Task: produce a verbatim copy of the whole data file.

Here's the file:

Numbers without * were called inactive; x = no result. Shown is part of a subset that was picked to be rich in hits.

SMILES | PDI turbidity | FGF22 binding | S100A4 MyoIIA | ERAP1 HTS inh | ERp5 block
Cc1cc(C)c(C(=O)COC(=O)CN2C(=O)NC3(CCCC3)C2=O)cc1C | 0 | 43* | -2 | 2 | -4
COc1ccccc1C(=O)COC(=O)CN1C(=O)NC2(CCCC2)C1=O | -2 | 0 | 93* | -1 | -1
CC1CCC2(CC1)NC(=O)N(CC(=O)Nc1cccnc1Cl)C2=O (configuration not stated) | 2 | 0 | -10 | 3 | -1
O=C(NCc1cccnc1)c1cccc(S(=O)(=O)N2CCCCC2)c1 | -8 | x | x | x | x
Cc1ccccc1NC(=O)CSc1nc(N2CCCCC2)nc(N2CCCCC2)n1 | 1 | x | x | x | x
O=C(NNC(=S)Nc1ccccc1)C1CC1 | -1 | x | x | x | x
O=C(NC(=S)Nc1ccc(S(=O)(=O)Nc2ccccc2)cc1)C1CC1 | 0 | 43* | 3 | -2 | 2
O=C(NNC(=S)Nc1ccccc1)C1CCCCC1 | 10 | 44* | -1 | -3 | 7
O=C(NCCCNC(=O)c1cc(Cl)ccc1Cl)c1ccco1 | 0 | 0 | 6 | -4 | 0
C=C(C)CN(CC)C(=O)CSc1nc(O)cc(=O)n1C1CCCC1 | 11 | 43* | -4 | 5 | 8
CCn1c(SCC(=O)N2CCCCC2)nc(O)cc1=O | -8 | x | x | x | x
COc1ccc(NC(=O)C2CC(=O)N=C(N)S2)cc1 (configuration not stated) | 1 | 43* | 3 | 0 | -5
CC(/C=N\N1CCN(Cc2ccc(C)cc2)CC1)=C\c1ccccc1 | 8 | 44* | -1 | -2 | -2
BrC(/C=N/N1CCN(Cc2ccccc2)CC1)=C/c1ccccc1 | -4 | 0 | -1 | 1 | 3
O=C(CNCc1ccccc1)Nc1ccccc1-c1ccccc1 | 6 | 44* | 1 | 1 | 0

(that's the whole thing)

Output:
Numbers without * were called inactive; x = no result. Shown is part of a subset that was picked to be rich in hits.

SMILES | PDI turbidity | FGF22 binding | S100A4 MyoIIA | ERAP1 HTS inh | ERp5 block
Cc1cc(C)c(C(=O)COC(=O)CN2C(=O)NC3(CCCC3)C2=O)cc1C | 0 | 43* | -2 | 2 | -4
COc1ccccc1C(=O)COC(=O)CN1C(=O)NC2(CCCC2)C1=O | -2 | 0 | 93* | -1 | -1
CC1CCC2(CC1)NC(=O)N(CC(=O)Nc1cccnc1Cl)C2=O (configuration not stated) | 2 | 0 | -10 | 3 | -1
O=C(NCc1cccnc1)c1cccc(S(=O)(=O)N2CCCCC2)c1 | -8 | x | x | x | x
Cc1ccccc1NC(=O)CSc1nc(N2CCCCC2)nc(N2CCCCC2)n1 | 1 | x | x | x | x
O=C(NNC(=S)Nc1ccccc1)C1CC1 | -1 | x | x | x | x
O=C(NC(=S)Nc1ccc(S(=O)(=O)Nc2ccccc2)cc1)C1CC1 | 0 | 43* | 3 | -2 | 2
O=C(NNC(=S)Nc1ccccc1)C1CCCCC1 | 10 | 44* | -1 | -3 | 7
O=C(NCCCNC(=O)c1cc(Cl)ccc1Cl)c1ccco1 | 0 | 0 | 6 | -4 | 0
C=C(C)CN(CC)C(=O)CSc1nc(O)cc(=O)n1C1CCCC1 | 11 | 43* | -4 | 5 | 8
CCn1c(SCC(=O)N2CCCCC2)nc(O)cc1=O | -8 | x | x | x | x
COc1ccc(NC(=O)C2CC(=O)N=C(N)S2)cc1 (configuration not stated) | 1 | 43* | 3 | 0 | -5
CC(/C=N\N1CCN(Cc2ccc(C)cc2)CC1)=C\c1ccccc1 | 8 | 44* | -1 | -2 | -2
BrC(/C=N/N1CCN(Cc2ccccc2)CC1)=C/c1ccccc1 | -4 | 0 | -1 | 1 | 3
O=C(CNCc1ccccc1)Nc1ccccc1-c1ccccc1 | 6 | 44* | 1 | 1 | 0